There was a development in the long-running Lombard Finance collapse saga today that has the potential to send shock waves throughout the establishment, in New Zealand and throughout the Commonwealth. Reports are emerging that Sir Douglas Graham, esteemed politician, Treaty of Waitangi negotiator, company director and knight of the realm may be stripped of his knighthood following a conviction associated with the collapse of Lombard. This is huge.
Should honours recipients that are subsequently convicted through a judicial process have their honour stripped? On one hand, I applaud the New Zealand Government for considering measures to protect the status and sanctity of the New Zealand honours system. On the other, the knighthood related to Sir Douglas' services to New Zealand, rendered over many years, as I understand it, prior to the Lombard debacle.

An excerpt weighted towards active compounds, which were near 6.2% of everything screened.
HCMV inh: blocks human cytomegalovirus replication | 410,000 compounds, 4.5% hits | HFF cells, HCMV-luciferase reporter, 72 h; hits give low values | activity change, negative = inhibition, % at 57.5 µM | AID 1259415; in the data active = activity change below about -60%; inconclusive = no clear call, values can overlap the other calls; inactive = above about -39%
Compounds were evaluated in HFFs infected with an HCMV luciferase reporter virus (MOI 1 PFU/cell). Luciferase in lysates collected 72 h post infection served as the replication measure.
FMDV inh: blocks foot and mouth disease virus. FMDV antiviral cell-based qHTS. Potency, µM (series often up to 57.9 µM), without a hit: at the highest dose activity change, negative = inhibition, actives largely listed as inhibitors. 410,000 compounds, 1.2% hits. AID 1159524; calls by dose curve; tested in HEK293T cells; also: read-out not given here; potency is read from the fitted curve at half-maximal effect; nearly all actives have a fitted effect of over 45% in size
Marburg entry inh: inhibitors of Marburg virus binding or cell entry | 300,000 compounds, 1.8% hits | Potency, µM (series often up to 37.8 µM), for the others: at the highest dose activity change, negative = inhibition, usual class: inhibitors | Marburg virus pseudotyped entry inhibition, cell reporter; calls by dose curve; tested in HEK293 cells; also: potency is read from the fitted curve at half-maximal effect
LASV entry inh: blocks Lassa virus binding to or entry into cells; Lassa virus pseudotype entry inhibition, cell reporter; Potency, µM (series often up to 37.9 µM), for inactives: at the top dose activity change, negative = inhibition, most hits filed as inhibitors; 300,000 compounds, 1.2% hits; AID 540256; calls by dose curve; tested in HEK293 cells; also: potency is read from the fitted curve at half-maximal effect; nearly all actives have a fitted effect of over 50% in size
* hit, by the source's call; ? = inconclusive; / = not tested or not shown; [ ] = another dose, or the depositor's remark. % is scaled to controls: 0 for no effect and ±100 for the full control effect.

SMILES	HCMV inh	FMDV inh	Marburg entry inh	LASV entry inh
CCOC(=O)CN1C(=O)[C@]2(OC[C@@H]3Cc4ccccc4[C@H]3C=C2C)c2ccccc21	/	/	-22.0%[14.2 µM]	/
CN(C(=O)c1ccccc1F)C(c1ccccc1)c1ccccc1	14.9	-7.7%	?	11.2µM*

UPDATE 31/May: Yesterday, when I first posted, I fence-sat on this issue. Today, having read several commentaries and thought more deeply, my view has firmed in favour of stripping the honour. One is stripped of rank as a consequence of guilt in a military system, both as a punishment and to defend the honour of the rank. The civilian system is constructed on the same principle. Guilt and consequences should go together—always—lest justice no longer be consistent, fair and blind. What do you think?
Thoughts on corporate governance, strategy and the craft of board work; our place in the world; and, other things that catch my attention.